Noriko Oshima is a travel consultant of Heartland Japan.

She is currently appointed as “Hagi Komachi” (Hagi City Tourism PR Lady) by the Hagi Tourism Association.

The term of office is for two years. She is making efforts to revitalize her hometown in Yamaguchi Prefecture and Hagi City.

In the program “Japan’s Strongest Castle Special” (broadcast on June 26, 2023) on NHK (Japan Broadcasting Corporation) a state-run broadcasting station, Oshima introduced Hagi Castle as Hagi Komachi.

Furthermore, in an online poll by the program’s viewers, Oshima’s introduction of “Hagi Castle Ruins and Hagi Castle Town” was voted No. 1 in an online poll of the program’s viewers.

From among some 30,000 castles in Japan, three were selected for the program,

The viewers of the program chose “Hagi Castle Ruins & Hagi Castle Town” from among them.

Oshima is very happy to have been able to contribute to the local community.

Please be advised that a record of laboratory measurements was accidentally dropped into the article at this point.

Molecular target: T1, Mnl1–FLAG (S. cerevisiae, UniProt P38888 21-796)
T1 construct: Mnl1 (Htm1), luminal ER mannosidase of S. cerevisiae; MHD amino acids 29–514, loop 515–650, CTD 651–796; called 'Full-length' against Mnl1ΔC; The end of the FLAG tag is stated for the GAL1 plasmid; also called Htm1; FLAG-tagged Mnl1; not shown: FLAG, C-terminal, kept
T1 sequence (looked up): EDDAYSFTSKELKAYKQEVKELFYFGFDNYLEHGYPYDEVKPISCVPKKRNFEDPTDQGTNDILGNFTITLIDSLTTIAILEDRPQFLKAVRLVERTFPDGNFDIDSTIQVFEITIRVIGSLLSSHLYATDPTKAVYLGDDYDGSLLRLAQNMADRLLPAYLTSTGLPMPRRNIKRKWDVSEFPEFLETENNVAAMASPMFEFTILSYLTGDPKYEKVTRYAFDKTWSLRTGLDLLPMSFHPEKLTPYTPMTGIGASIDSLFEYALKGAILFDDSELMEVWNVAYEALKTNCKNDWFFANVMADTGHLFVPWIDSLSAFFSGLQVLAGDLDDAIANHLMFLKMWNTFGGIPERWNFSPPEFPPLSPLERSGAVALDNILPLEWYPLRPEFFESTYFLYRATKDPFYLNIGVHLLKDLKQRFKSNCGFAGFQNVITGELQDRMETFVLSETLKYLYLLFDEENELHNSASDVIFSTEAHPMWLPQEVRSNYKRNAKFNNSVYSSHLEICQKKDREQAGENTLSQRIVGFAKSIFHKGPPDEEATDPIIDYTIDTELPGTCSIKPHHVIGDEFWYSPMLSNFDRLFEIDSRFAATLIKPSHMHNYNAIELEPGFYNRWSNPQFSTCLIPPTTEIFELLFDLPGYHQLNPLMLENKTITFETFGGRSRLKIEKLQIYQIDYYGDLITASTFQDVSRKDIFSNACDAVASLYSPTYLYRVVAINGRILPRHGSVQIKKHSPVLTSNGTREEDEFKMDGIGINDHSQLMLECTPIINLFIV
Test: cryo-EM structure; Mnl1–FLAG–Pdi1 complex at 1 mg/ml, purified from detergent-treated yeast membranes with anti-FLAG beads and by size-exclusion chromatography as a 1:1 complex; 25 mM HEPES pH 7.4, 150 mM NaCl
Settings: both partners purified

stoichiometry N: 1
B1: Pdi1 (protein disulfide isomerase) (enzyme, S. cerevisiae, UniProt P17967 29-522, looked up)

Our company, Liberta (the management company of Heartland Japan) will continue to be of service to the local community in the future.

Please watch over us.

Our company’s ongoing efforts to attract inbound visitors to rural areas were featured in “事業構想”(PROJECT DESIGN) magazine. The article introduces one of our main products the “Kumano Kodo Iseji” walking tour from the angle of sports tourism.

Since the opening of Japan to the outside world last year, demand has been increasing at a tremendous pace, and inquiries from overseas have been exploding. It was reported (as of July 4, 2023) that the number of inbound visitors has recovered to 70% of the pre-Corona level, so we expect the number to continue to increase.

Japan’s inbound tourism industry has been promoting temples and shrines, pop culture, Japanese food, etc., but the utilization of natural resources and ancient roads is still untapped.

If Japan’s natural resources and ancient roads can be utilized more effectively to attract inbound tourists, the regions will be able to benefit more from them. This is because Japan’s natural resources are located in the countryside.

Japan has its own spiritual culture. It has a history. There is a way of life that has remained unchanged since ancient times.

We sincerely hope that local resources will be reevaluated and utilized from such perspectives.